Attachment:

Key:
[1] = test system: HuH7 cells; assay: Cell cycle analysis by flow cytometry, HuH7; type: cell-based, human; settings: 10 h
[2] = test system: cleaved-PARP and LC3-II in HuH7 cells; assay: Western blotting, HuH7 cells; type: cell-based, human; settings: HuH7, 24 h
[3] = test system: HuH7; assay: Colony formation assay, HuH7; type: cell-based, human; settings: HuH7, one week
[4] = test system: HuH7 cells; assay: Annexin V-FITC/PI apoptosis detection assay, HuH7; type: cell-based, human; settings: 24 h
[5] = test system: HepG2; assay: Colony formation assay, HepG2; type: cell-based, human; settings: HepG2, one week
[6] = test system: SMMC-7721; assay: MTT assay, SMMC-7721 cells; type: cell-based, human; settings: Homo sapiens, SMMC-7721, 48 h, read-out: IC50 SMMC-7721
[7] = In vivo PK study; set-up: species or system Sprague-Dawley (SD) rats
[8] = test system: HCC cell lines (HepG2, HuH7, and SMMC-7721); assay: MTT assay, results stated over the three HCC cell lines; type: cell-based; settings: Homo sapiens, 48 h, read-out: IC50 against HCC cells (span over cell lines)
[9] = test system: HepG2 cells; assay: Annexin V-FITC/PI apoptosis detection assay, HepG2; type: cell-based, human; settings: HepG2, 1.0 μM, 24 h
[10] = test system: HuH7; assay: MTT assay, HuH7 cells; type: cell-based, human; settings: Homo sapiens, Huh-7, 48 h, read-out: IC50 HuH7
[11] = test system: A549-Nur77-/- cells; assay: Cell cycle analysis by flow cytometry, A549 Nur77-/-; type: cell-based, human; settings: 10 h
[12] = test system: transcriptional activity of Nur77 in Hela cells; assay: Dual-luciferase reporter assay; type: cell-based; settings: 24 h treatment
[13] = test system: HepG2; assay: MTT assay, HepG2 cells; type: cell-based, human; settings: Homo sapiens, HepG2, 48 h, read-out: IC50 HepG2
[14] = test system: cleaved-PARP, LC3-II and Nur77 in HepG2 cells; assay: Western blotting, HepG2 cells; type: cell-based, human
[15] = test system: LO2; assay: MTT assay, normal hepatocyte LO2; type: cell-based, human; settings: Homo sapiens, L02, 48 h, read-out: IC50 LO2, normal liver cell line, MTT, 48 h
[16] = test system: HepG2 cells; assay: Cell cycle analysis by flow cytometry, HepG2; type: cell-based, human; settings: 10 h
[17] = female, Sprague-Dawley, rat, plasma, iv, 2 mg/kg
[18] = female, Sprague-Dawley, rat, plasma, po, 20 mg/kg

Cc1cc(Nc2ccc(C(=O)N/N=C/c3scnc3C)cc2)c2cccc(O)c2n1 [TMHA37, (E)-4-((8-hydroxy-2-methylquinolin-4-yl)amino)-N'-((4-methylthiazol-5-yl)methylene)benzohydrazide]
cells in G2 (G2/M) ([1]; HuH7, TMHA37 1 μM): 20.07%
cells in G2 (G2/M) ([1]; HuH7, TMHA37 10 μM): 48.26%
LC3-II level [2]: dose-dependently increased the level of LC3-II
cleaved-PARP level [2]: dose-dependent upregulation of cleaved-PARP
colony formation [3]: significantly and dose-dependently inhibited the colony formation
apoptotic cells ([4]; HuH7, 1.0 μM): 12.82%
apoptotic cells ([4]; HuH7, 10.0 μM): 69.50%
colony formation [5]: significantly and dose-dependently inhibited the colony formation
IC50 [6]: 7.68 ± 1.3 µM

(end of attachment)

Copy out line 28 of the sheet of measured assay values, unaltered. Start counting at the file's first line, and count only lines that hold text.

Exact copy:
colony formation [5]: significantly and dose-dependently inhibited the colony formation